It was illegal to be queer in 1969. Homosexuals – as we were all called then – were labeled dangerous and subversive deviants. We were tracked and surveilled by the FBI, considered security risks by the national security apparatus, and rounded up and driven out of cities and into ghettos. Queer spaces were regularly raided by the police; their arrestees humiliated, brutalized, and even tortured. Many of our people lived in abject poverty, especially those who did not conform to the narrow gender constructs of a hostile society.
This was America on June 28, 1969, when ten police officers entered a bar in Greenwich Village called the Stonewall Inn with the intent to arrest anyone suspected of “deviancy.” The patrons of Stonewall were divided along perceived gender lines. Cross-dressers, a dated term which included what we now call drag queens and transgender individuals, were separated from the rest and forced to expose themselves to police officers. Women in butch clothing were groped and violated under the guise of frisking; a common practice, as wearing an insufficient number of feminine items of clothing was considered a crime. Anyone found to be in violation of rigid gender norms was arrested on the spot.
When the arrestees refused to cooperate, they were brutalized. When one woman protested her treatment, she was beaten over the head with a baton. As outrage grew among the crowd gathering to witness this injustice, what began as a routine crackdown quickly escalated to two days of violent resistance we now call the Stonewall Riots. It is this event we commemorate every year with the celebration of Pride.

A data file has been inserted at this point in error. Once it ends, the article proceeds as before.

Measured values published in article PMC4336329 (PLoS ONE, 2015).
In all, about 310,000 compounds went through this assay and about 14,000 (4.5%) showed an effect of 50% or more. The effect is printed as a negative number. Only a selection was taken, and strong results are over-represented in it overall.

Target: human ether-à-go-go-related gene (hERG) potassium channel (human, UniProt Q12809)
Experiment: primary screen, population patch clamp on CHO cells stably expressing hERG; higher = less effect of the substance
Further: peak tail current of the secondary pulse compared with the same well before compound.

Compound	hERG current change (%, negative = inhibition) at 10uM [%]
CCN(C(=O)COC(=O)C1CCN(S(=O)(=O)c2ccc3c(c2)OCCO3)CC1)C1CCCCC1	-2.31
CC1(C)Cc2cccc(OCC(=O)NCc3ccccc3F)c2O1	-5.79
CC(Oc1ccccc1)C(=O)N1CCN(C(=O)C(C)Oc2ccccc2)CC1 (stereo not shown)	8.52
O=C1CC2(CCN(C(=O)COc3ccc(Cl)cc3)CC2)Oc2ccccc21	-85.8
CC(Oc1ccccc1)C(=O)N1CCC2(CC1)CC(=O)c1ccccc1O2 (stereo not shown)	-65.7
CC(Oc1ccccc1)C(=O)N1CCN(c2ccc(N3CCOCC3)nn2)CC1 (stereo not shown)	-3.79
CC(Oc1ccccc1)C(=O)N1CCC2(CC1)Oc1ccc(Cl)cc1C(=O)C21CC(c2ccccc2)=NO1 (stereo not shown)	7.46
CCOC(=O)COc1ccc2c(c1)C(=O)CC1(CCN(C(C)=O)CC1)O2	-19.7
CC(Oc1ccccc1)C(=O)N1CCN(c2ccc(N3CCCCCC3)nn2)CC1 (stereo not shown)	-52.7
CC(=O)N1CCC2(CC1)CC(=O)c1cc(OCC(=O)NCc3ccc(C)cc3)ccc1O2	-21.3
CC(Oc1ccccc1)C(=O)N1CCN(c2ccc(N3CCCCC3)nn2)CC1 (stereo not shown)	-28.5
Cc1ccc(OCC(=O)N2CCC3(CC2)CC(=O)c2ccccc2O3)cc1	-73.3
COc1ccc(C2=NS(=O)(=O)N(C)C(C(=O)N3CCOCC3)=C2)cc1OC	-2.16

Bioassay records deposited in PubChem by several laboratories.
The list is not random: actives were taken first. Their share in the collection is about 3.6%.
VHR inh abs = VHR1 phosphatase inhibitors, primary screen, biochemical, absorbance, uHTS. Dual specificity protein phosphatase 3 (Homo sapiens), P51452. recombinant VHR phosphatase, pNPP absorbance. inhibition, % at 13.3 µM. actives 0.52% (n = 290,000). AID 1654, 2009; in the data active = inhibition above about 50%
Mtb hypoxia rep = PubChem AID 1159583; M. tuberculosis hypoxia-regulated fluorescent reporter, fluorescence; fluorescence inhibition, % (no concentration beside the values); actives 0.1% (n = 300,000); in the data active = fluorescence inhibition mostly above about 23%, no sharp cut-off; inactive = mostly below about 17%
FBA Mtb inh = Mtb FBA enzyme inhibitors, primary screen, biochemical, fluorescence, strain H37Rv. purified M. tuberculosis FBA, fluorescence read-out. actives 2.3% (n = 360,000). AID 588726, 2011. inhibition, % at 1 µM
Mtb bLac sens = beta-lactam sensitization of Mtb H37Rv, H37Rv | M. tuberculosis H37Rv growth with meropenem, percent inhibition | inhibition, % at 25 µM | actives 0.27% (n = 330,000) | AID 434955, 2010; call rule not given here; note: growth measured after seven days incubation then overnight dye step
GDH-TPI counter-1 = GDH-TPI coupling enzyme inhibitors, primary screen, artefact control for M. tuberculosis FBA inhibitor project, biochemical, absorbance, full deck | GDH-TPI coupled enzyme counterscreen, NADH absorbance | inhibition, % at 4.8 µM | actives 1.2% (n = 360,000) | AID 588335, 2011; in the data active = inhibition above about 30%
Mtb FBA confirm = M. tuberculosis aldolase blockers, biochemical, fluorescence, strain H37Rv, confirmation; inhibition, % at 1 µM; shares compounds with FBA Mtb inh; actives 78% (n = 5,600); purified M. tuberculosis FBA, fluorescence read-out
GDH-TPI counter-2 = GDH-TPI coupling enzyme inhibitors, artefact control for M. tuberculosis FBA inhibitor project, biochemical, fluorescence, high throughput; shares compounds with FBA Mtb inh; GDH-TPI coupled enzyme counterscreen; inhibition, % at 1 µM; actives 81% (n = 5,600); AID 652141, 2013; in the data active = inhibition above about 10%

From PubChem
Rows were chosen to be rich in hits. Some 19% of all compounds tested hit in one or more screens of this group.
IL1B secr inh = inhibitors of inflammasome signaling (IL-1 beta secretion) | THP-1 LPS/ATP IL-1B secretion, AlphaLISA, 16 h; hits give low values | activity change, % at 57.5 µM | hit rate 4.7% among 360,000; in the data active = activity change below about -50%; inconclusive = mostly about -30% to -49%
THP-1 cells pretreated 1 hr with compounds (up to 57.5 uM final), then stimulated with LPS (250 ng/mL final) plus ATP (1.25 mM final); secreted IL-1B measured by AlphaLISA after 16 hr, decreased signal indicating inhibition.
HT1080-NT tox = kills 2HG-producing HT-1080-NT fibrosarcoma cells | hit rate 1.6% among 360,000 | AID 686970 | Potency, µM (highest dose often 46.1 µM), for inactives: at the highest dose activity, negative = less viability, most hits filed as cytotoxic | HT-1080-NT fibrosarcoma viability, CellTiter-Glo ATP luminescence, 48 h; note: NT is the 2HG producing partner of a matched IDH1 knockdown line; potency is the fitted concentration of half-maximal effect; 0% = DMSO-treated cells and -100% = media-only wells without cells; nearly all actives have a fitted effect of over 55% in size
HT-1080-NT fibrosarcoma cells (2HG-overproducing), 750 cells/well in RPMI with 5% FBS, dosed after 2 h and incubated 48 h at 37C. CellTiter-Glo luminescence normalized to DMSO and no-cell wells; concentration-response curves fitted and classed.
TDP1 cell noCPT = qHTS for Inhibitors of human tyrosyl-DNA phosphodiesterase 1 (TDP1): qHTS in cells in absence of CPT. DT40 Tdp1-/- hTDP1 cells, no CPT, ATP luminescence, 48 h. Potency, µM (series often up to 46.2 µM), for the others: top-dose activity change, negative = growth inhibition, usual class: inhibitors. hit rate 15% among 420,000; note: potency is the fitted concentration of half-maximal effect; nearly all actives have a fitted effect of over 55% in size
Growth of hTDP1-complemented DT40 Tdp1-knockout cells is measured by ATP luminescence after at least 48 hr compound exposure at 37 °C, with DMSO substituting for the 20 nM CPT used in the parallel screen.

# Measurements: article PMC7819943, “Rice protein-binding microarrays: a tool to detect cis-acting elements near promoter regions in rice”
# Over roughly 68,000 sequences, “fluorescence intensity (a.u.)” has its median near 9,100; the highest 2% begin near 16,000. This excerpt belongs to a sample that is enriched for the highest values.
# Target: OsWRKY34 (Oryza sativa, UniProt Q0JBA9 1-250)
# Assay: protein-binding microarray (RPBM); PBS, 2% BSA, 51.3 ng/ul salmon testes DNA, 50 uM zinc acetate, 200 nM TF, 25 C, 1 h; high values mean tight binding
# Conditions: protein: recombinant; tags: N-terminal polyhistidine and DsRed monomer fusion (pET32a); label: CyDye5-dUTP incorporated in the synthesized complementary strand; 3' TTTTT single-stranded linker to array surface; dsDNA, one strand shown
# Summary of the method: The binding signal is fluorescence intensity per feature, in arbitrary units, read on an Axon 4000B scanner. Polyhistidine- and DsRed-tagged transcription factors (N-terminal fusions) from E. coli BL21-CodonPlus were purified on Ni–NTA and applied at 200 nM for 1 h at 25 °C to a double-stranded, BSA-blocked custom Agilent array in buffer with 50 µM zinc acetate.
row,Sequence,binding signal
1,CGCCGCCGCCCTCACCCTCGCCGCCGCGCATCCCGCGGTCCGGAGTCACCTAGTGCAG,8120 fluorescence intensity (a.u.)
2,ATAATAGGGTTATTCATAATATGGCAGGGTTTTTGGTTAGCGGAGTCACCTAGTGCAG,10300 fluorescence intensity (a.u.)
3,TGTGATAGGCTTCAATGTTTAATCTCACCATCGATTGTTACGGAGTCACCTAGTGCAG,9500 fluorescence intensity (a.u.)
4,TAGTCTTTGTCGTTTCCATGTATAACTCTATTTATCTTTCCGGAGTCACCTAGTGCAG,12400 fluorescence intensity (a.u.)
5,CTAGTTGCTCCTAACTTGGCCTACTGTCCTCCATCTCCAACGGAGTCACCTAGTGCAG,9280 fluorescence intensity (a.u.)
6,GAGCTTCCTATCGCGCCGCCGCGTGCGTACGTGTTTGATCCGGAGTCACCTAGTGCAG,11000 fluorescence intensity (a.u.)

Standing on the shoulders of generations before it, Stonewall marked the beginning of the modern struggle for LGBTQ+ equality and, ultimately, liberation. Though Obergefell v Hodges opened the door to an unprecedented era of queer rights and visibility, reactionary efforts to erase these victories have grown just as pronounced. From a ban on transgender people in the military, to a multitude of religiously justified discrimination bills, to homegrown attempts to roll back marriage rights, all under the watch of an increasingly conservative judicial system, we stand to lose everything we have fought so hard to win.
At every stage of this ongoing struggle, the police, as the sanctioned enforcers of the state, have been our opposition and our oppressors. Indeed, it will be the police who drag us out of bathrooms and business places in shackles, who will harass us when our name or gender markers don’t match our “biological sex,” who will drive us into ghettos when we can’t find work. Why, then, are the police permitted a place at the 50th anniversary of the riot that birthed our movement?
The Nashville Metropolitan Police Department has ridiculed transgender members of our community; fought viciously against community oversight voted by a majority of our city; targets, oppresses, and murders black and brown people; and works in direct cooperation with ICE to tear families apart. We refuse to welcome our oppressors at a table ostensibly set to celebrate our hard-won and still-besieged liberties. It is therefore, in the spirit of the Stonewall Riots that we, the undersigned members of the Middle Tennessee Democratic Socialists of America, call for the Metropolitan Nashville Police Department’s booth to be disinvited and summarily ejected from Nashville Pride.
Middle Tennessee Democratic Socialists of America Queer Working Group